NBA Offseason: Restricted free agency is too restrictive

Matisse Thybulle #4 of the Portland Trail Blazers NBA (Photo by Alika Jenner/Getty Images)
Matisse Thybulle #4 of the Portland Trail Blazers NBA (Photo by Alika Jenner/Getty Images) /

There were reports today that Matisse Thybulle was upset that the Trail Blazers matched the offer sheet that he signed with Dallas. It seems like every season there is at least one player who returns to a team with which he has been unhappy via restricted free agency. Last year, it was Deandre Ayton and the Suns.

Restricted free agency is designed to be a way for a player who can’t agree on an extension with the team that drafted him to test the market while the team still retains some rights. It used to be the case that when a player signed an offer sheet, his original team had three options: match the offer, let the player walk, or negotiate a trade with the team that signed.

That third option has now been eliminated. If a team wants to do a sign-and-trade, it has to work it out before the offer sheet is signed. Once the offer sheet is signed, not only can there be no sign-and-trade, but if the original team matches the offer, it cannot trade the player to the other team for a year.

The problem with restricted free agency.

There are two problems with this, as I see it. First, the ability to match the offer sheet assumes that the player signed the offer sheet based solely on the money involved. Let’s face it, Thybulle would have been a rich guy even if he had signed for the minimum salary. Clearly, a player with his skill set was certain to get a multi-year deal that would set him up for life. When a player finds himself in that situation, maybe money isn’t the most important part of the deal.

Maybe Thybulle has some attachment to Dallas that we don’t know about. Maybe he would rather play with Luca Doncic than whatever is left in Portland after Damian Lillard gets traded. Maybe the fact that Oregon has a high income tax and Texas has none factored into his thinking. Maybe he just doesn’t like the weather in Portland, although, having grown up in Seattle, he should be used to it.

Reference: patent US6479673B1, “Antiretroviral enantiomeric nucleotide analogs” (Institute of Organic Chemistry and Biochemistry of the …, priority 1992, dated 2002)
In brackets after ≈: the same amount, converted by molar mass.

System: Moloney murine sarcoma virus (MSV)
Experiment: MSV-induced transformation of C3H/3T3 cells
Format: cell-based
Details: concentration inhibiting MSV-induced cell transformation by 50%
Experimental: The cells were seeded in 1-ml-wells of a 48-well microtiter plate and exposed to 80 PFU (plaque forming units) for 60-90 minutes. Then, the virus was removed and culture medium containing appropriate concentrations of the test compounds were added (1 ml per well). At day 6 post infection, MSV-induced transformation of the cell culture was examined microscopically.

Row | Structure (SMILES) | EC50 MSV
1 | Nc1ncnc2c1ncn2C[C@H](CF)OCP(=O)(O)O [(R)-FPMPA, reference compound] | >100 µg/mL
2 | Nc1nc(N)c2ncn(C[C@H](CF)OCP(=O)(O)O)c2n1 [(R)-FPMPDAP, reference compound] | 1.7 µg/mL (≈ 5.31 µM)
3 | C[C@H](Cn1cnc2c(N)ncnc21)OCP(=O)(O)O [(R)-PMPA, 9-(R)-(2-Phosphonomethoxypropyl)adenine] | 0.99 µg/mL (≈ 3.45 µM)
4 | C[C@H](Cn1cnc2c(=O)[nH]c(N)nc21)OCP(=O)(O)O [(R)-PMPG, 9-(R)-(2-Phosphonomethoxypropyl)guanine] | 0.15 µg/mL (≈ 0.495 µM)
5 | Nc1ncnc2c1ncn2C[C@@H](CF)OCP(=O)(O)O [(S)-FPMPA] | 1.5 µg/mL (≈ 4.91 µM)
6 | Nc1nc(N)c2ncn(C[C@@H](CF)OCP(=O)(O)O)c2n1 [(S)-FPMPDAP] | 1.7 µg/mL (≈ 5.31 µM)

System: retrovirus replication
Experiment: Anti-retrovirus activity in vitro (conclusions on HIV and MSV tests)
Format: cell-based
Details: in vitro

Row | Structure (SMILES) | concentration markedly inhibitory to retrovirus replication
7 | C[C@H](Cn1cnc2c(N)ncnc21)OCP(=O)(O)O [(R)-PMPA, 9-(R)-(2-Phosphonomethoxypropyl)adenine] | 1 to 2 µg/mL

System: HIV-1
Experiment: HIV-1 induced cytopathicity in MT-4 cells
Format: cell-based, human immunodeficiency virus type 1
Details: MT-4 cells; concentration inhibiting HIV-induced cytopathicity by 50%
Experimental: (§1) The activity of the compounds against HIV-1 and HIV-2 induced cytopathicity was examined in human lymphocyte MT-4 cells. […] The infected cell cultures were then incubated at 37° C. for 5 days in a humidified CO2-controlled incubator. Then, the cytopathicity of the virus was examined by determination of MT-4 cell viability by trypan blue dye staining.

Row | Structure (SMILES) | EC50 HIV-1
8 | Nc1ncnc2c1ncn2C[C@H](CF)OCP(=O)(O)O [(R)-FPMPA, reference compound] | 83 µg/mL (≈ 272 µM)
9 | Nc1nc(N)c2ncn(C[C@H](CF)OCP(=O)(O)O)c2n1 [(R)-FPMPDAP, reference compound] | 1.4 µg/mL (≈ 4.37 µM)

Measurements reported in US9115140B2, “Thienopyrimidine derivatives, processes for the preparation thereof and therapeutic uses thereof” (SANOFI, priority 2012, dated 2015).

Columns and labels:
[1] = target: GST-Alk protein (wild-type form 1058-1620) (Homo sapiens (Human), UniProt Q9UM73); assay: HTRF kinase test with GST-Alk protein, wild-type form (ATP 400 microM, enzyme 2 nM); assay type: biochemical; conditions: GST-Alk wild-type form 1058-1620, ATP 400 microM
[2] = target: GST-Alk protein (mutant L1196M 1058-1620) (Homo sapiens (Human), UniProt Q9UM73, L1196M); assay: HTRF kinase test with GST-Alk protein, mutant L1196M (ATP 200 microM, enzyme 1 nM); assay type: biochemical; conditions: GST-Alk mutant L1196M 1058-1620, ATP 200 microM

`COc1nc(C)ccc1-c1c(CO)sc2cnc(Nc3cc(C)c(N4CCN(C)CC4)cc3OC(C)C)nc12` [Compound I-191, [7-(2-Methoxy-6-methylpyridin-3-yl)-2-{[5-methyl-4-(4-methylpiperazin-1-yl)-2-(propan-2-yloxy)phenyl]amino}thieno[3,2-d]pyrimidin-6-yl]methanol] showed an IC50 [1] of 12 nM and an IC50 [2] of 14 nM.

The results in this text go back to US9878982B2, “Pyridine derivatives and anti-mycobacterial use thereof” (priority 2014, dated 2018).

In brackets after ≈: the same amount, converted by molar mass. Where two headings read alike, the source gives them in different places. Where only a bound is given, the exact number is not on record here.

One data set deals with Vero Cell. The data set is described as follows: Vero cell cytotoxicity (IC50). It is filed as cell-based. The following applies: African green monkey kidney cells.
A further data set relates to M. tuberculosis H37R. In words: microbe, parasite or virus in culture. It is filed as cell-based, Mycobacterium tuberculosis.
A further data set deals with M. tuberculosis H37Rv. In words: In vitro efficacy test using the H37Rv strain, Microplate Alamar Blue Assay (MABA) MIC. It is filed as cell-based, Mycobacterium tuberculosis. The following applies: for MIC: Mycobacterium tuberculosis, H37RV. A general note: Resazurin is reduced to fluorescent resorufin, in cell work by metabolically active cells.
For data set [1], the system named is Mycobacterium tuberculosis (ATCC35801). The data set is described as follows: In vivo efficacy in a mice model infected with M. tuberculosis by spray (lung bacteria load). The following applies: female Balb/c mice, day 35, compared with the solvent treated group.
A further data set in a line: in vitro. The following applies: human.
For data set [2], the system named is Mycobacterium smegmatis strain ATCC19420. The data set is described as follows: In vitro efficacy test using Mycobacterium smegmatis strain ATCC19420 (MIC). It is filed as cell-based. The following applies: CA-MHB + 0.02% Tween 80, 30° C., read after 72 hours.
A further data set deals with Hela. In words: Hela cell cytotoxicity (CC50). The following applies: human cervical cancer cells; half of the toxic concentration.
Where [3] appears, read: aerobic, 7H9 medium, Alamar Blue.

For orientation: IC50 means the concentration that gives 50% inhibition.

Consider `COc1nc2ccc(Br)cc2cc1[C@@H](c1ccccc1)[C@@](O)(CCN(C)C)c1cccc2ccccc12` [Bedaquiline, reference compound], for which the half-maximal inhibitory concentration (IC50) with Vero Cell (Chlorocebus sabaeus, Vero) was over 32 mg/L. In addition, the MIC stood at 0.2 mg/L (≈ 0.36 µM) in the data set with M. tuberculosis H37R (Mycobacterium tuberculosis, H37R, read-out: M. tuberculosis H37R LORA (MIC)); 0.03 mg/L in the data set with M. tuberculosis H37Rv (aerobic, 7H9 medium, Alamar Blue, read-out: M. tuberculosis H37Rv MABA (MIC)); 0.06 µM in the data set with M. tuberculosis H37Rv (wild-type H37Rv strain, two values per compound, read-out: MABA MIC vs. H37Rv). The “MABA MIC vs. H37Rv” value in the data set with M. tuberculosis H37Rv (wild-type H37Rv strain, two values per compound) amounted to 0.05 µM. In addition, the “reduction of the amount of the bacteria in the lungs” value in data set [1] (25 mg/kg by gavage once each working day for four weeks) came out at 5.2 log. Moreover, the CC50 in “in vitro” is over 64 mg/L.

Here’s the other problem: You can divide the players in the NBA into three basic groups. There are the elite players, the top 100–150, who are going to help whatever team they land on. At the other end are the replacement-level guys, who are basically interchangeable with the best players in the G League and are just hoping to hang on from year to year.

That leaves the middle class—two or three hundred guys who have enough talent to help a team but need to find the right team to maximize their talent. These guys need a coach who knows how to use them, a system that fits their skills, a support staff that helps them be ready to play, and maybe a culture where they are comfortable.

For these guys, signing with the right team can be the difference between a ten-year career and flaming out much sooner. These considerations matter much more than how much a player will make next season. Thybulle has already been through this, as he was bumped to the back end of Doc Rivers’ rotation in Philadelphia before being traded to Portland, where he got more playing time and enhanced his value on the free agent market. Now Thybulle wants to play with Dallas. His reasons aren’t important; if that’s what he wants, the system shouldn’t make it so difficult.

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I know, restricted free agency is supposed to be restricted. That means the team has more power than the player, and that’s fine. Thybulle had the right to sign Portland’s qualifying offer and come back next year as an unrestricted free agent. But taking away the ability to work out a sign-and-trade after the offer sheet is signed creates the potential for a situation where nobody is.